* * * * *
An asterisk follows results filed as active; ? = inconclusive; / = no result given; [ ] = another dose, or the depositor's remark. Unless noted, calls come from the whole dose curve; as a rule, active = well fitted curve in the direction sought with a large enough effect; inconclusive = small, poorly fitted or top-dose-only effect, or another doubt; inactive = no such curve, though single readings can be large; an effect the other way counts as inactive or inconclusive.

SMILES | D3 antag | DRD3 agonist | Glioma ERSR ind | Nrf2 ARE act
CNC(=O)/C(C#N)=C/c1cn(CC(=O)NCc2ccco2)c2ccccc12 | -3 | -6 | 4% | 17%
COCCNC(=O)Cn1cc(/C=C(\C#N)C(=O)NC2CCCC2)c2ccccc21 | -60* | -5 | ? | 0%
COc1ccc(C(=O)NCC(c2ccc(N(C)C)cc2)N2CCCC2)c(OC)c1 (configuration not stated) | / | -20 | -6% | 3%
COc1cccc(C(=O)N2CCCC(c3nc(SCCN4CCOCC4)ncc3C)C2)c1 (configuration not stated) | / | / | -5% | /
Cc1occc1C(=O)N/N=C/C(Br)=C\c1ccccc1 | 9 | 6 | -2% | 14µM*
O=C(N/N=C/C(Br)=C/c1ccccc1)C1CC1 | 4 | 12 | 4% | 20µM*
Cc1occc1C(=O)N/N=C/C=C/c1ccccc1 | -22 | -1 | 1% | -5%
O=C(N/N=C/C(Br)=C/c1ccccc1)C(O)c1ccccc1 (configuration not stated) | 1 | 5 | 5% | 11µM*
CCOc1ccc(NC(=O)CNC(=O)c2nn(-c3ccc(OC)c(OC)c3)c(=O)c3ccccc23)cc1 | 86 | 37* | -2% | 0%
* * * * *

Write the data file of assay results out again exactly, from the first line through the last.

An asterisk follows results filed as active; ? = inconclusive; / = no result given; [ ] = another dose, or the depositor's remark. Unless noted, calls come from the whole dose curve; as a rule, active = well fitted curve in the direction sought with a large enough effect; inconclusive = small, poorly fitted or top-dose-only effect, or another doubt; inactive = no such curve, though single readings can be large; an effect the other way counts as inactive or inconclusive.

SMILES | D3 antag | DRD3 agonist | Glioma ERSR ind | Nrf2 ARE act
CNC(=O)/C(C#N)=C/c1cn(CC(=O)NCc2ccco2)c2ccccc12 | -3 | -6 | 4% | 17%
COCCNC(=O)Cn1cc(/C=C(\C#N)C(=O)NC2CCCC2)c2ccccc21 | -60* | -5 | ? | 0%
COc1ccc(C(=O)NCC(c2ccc(N(C)C)cc2)N2CCCC2)c(OC)c1 (configuration not stated) | / | -20 | -6% | 3%
COc1cccc(C(=O)N2CCCC(c3nc(SCCN4CCOCC4)ncc3C)C2)c1 (configuration not stated) | / | / | -5% | /
Cc1occc1C(=O)N/N=C/C(Br)=C\c1ccccc1 | 9 | 6 | -2% | 14µM*
O=C(N/N=C/C(Br)=C/c1ccccc1)C1CC1 | 4 | 12 | 4% | 20µM*
Cc1occc1C(=O)N/N=C/C=C/c1ccccc1 | -22 | -1 | 1% | -5%
O=C(N/N=C/C(Br)=C/c1ccccc1)C(O)c1ccccc1 (configuration not stated) | 1 | 5 | 5% | 11µM*
CCOc1ccc(NC(=O)CNC(=O)c2nn(-c3ccc(OC)c(OC)c3)c(=O)c3ccccc23)cc1 | 86 | 37* | -2% | 0%